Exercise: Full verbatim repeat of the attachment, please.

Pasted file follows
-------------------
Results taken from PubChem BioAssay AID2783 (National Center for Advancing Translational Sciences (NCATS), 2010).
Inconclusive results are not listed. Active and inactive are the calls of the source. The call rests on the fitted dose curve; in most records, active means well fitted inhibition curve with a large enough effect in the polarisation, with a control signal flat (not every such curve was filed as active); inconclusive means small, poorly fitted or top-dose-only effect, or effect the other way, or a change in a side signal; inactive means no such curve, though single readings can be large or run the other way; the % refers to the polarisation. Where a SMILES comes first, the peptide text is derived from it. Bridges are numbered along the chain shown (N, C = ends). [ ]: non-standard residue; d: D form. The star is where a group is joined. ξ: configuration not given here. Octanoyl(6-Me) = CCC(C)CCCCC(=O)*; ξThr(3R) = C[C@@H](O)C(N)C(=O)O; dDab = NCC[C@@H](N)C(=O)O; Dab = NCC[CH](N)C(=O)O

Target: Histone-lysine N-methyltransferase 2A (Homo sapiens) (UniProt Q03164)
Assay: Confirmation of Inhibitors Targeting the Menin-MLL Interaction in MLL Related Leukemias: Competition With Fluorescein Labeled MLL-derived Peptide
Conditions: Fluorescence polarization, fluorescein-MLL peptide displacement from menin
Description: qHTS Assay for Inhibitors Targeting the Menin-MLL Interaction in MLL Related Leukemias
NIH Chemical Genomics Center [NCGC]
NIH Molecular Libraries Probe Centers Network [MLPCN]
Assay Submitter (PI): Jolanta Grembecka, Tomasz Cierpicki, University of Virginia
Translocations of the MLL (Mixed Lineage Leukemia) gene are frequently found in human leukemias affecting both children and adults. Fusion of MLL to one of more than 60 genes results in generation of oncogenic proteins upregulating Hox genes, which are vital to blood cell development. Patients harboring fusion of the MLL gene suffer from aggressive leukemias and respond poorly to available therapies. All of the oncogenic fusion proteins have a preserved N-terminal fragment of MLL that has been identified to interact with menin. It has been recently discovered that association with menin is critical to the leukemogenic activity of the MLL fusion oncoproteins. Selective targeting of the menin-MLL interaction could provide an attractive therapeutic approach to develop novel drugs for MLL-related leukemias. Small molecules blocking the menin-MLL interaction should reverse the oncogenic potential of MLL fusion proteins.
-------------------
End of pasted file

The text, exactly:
Results taken from PubChem BioAssay AID2783 (National Center for Advancing Translational Sciences (NCATS), 2010).
Inconclusive results are not listed. Active and inactive are the calls of the source. The call rests on the fitted dose curve; in most records, active means well fitted inhibition curve with a large enough effect in the polarisation, with a control signal flat (not every such curve was filed as active); inconclusive means small, poorly fitted or top-dose-only effect, or effect the other way, or a change in a side signal; inactive means no such curve, though single readings can be large or run the other way; the % refers to the polarisation. Where a SMILES comes first, the peptide text is derived from it. Bridges are numbered along the chain shown (N, C = ends). [ ]: non-standard residue; d: D form. The star is where a group is joined. ξ: configuration not given here. Octanoyl(6-Me) = CCC(C)CCCCC(=O)*; ξThr(3R) = C[C@@H](O)C(N)C(=O)O; dDab = NCC[C@@H](N)C(=O)O; Dab = NCC[CH](N)C(=O)O

Target: Histone-lysine N-methyltransferase 2A (Homo sapiens) (UniProt Q03164)
Assay: Confirmation of Inhibitors Targeting the Menin-MLL Interaction in MLL Related Leukemias: Competition With Fluorescein Labeled MLL-derived Peptide
Conditions: Fluorescence polarization, fluorescein-MLL peptide displacement from menin
Description: qHTS Assay for Inhibitors Targeting the Menin-MLL Interaction in MLL Related Leukemias
NIH Chemical Genomics Center [NCGC]
NIH Molecular Libraries Probe Centers Network [MLPCN]
Assay Submitter (PI): Jolanta Grembecka, Tomasz Cierpicki, University of Virginia
Translocations of the MLL (Mixed Lineage Leukemia) gene are frequently found in human leukemias affecting both children and adults. Fusion of MLL to one of more than 60 genes results in generation of oncogenic proteins upregulating Hox genes, which are vital to blood cell development. Patients harboring fusion of the MLL gene suffer from aggressive leukemias and respond poorly to available therapies. All of the oncogenic fusion proteins have a preserved N-terminal fragment of MLL that has been identified to interact with menin. It has been recently discovered that association with menin is critical to the leukemogenic activity of the MLL fusion oncoproteins. Selective targeting of the menin-MLL interaction could provide an attractive therapeutic approach to develop novel drugs for MLL-related leukemias. Small molecules blocking the menin-MLL interaction should reverse the oncogenic potential of MLL fusion proteins.